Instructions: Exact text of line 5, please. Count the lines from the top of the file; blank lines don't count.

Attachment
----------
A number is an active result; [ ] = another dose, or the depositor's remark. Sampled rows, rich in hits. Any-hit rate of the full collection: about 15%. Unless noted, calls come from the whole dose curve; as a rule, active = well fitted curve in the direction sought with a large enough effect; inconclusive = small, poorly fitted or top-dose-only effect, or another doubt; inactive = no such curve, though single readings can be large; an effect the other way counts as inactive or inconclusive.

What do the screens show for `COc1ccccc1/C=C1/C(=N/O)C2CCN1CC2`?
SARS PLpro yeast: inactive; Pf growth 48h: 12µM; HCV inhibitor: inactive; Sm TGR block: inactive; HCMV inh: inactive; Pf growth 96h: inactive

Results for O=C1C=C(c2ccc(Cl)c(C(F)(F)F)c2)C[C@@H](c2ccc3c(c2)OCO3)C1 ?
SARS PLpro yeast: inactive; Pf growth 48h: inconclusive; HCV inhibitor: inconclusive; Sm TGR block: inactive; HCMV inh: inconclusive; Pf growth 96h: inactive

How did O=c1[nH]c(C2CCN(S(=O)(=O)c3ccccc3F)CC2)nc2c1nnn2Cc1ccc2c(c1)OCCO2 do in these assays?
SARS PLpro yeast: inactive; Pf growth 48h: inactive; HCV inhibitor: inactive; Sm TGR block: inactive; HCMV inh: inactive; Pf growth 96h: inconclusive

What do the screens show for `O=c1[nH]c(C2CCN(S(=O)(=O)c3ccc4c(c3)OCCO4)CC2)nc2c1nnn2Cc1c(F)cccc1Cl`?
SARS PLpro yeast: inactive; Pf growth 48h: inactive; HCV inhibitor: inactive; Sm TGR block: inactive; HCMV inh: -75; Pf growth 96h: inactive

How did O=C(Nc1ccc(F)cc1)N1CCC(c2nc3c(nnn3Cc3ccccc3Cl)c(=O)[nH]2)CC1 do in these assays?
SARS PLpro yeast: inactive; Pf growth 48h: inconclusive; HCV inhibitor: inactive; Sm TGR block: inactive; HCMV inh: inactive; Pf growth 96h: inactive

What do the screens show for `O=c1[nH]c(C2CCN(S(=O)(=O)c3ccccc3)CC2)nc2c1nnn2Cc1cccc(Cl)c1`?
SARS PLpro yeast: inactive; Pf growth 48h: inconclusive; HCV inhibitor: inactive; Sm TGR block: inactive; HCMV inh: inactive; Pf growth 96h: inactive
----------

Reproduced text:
SARS PLpro yeast: inactive; Pf growth 48h: inconclusive; HCV inhibitor: inconclusive; Sm TGR block: inactive; HCMV inh: inconclusive; Pf growth 96h: inactive